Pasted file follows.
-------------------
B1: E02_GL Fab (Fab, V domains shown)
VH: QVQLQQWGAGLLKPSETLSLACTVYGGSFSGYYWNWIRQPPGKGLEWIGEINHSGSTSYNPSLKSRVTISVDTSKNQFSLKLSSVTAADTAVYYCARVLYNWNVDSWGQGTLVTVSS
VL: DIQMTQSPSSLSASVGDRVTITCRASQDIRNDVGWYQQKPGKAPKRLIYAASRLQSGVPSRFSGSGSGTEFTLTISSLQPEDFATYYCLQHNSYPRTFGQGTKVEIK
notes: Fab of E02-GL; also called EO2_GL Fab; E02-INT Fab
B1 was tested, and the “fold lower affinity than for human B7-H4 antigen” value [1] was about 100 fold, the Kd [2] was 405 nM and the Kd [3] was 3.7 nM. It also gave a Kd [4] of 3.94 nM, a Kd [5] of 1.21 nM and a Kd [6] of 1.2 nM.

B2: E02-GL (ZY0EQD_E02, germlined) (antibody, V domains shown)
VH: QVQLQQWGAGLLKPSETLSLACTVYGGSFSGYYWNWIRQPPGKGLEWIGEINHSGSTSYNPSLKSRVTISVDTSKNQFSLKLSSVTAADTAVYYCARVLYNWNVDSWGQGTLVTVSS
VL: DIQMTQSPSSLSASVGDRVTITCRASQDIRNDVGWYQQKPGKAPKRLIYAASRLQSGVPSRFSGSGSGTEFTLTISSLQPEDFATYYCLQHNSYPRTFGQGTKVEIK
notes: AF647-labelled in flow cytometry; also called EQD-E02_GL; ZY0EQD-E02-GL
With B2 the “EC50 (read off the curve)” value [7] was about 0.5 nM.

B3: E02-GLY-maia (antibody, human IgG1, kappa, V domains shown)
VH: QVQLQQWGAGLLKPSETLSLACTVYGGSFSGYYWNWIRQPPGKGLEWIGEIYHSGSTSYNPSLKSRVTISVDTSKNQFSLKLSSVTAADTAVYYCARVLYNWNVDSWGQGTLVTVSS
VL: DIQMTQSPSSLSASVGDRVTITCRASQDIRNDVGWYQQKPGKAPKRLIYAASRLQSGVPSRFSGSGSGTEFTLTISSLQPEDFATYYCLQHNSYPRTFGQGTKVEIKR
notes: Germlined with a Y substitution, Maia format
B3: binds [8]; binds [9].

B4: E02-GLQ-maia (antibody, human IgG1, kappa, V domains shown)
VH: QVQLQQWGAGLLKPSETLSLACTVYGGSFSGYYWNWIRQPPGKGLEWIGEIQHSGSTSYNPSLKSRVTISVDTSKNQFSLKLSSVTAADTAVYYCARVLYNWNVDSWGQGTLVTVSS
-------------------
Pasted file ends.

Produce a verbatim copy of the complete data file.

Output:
B1: E02_GL Fab (Fab, V domains shown)
VH: QVQLQQWGAGLLKPSETLSLACTVYGGSFSGYYWNWIRQPPGKGLEWIGEINHSGSTSYNPSLKSRVTISVDTSKNQFSLKLSSVTAADTAVYYCARVLYNWNVDSWGQGTLVTVSS
VL: DIQMTQSPSSLSASVGDRVTITCRASQDIRNDVGWYQQKPGKAPKRLIYAASRLQSGVPSRFSGSGSGTEFTLTISSLQPEDFATYYCLQHNSYPRTFGQGTKVEIK
notes: Fab of E02-GL; also called EO2_GL Fab; E02-INT Fab
B1 was tested, and the “fold lower affinity than for human B7-H4 antigen” value [1] was about 100 fold, the Kd [2] was 405 nM and the Kd [3] was 3.7 nM. It also gave a Kd [4] of 3.94 nM, a Kd [5] of 1.21 nM and a Kd [6] of 1.2 nM.

B2: E02-GL (ZY0EQD_E02, germlined) (antibody, V domains shown)
VH: QVQLQQWGAGLLKPSETLSLACTVYGGSFSGYYWNWIRQPPGKGLEWIGEINHSGSTSYNPSLKSRVTISVDTSKNQFSLKLSSVTAADTAVYYCARVLYNWNVDSWGQGTLVTVSS
VL: DIQMTQSPSSLSASVGDRVTITCRASQDIRNDVGWYQQKPGKAPKRLIYAASRLQSGVPSRFSGSGSGTEFTLTISSLQPEDFATYYCLQHNSYPRTFGQGTKVEIK
notes: AF647-labelled in flow cytometry; also called EQD-E02_GL; ZY0EQD-E02-GL
With B2 the “EC50 (read off the curve)” value [7] was about 0.5 nM.

B3: E02-GLY-maia (antibody, human IgG1, kappa, V domains shown)
VH: QVQLQQWGAGLLKPSETLSLACTVYGGSFSGYYWNWIRQPPGKGLEWIGEIYHSGSTSYNPSLKSRVTISVDTSKNQFSLKLSSVTAADTAVYYCARVLYNWNVDSWGQGTLVTVSS
VL: DIQMTQSPSSLSASVGDRVTITCRASQDIRNDVGWYQQKPGKAPKRLIYAASRLQSGVPSRFSGSGSGTEFTLTISSLQPEDFATYYCLQHNSYPRTFGQGTKVEIKR
notes: Germlined with a Y substitution, Maia format
B3: binds [8]; binds [9].

B4: E02-GLQ-maia (antibody, human IgG1, kappa, V domains shown)
VH: QVQLQQWGAGLLKPSETLSLACTVYGGSFSGYYWNWIRQPPGKGLEWIGEIQHSGSTSYNPSLKSRVTISVDTSKNQFSLKLSSVTAADTAVYYCARVLYNWNVDSWGQGTLVTVSS